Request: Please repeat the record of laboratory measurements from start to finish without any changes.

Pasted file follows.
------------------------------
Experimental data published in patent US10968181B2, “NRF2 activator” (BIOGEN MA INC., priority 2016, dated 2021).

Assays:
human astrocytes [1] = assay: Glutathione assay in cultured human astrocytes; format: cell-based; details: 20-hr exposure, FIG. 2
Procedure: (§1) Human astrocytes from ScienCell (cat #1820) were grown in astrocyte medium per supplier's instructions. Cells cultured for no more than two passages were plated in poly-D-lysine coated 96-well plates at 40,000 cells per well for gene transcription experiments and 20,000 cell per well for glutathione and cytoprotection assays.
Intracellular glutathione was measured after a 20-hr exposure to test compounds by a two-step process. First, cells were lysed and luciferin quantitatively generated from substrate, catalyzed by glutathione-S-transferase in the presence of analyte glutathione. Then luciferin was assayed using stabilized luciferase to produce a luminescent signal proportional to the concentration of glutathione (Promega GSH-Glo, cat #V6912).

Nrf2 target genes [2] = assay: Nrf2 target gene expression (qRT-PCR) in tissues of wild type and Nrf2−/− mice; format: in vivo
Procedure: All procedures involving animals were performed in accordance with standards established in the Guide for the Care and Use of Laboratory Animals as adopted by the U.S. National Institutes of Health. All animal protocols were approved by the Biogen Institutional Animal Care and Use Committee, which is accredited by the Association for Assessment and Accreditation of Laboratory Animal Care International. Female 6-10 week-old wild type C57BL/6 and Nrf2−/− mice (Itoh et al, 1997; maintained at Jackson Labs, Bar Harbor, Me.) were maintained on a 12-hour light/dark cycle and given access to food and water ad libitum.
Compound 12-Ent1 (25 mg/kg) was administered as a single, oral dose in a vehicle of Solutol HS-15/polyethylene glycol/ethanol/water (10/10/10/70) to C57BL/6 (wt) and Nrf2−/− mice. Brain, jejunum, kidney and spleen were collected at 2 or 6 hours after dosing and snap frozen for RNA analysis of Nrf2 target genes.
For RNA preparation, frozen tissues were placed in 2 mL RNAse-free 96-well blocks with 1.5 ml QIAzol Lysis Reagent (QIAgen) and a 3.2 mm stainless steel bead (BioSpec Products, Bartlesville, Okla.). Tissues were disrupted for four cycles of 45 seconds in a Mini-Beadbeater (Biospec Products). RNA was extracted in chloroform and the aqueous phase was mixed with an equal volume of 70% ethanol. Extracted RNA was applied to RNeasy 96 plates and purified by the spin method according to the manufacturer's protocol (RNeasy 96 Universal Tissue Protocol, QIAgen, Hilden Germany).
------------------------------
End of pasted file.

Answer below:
Experimental data published in patent US10968181B2, “NRF2 activator” (BIOGEN MA INC., priority 2016, dated 2021).

Assays:
human astrocytes [1] = assay: Glutathione assay in cultured human astrocytes; format: cell-based; details: 20-hr exposure, FIG. 2
Procedure: (§1) Human astrocytes from ScienCell (cat #1820) were grown in astrocyte medium per supplier's instructions. Cells cultured for no more than two passages were plated in poly-D-lysine coated 96-well plates at 40,000 cells per well for gene transcription experiments and 20,000 cell per well for glutathione and cytoprotection assays.
Intracellular glutathione was measured after a 20-hr exposure to test compounds by a two-step process. First, cells were lysed and luciferin quantitatively generated from substrate, catalyzed by glutathione-S-transferase in the presence of analyte glutathione. Then luciferin was assayed using stabilized luciferase to produce a luminescent signal proportional to the concentration of glutathione (Promega GSH-Glo, cat #V6912).

Nrf2 target genes [2] = assay: Nrf2 target gene expression (qRT-PCR) in tissues of wild type and Nrf2−/− mice; format: in vivo
Procedure: All procedures involving animals were performed in accordance with standards established in the Guide for the Care and Use of Laboratory Animals as adopted by the U.S. National Institutes of Health. All animal protocols were approved by the Biogen Institutional Animal Care and Use Committee, which is accredited by the Association for Assessment and Accreditation of Laboratory Animal Care International. Female 6-10 week-old wild type C57BL/6 and Nrf2−/− mice (Itoh et al, 1997; maintained at Jackson Labs, Bar Harbor, Me.) were maintained on a 12-hour light/dark cycle and given access to food and water ad libitum.
Compound 12-Ent1 (25 mg/kg) was administered as a single, oral dose in a vehicle of Solutol HS-15/polyethylene glycol/ethanol/water (10/10/10/70) to C57BL/6 (wt) and Nrf2−/− mice. Brain, jejunum, kidney and spleen were collected at 2 or 6 hours after dosing and snap frozen for RNA analysis of Nrf2 target genes.
For RNA preparation, frozen tissues were placed in 2 mL RNAse-free 96-well blocks with 1.5 ml QIAzol Lysis Reagent (QIAgen) and a 3.2 mm stainless steel bead (BioSpec Products, Bartlesville, Okla.). Tissues were disrupted for four cycles of 45 seconds in a Mini-Beadbeater (Biospec Products). RNA was extracted in chloroform and the aqueous phase was mixed with an equal volume of 70% ethanol. Extracted RNA was applied to RNeasy 96 plates and purified by the spin method according to the manufacturer's protocol (RNeasy 96 Universal Tissue Protocol, QIAgen, Hilden Germany).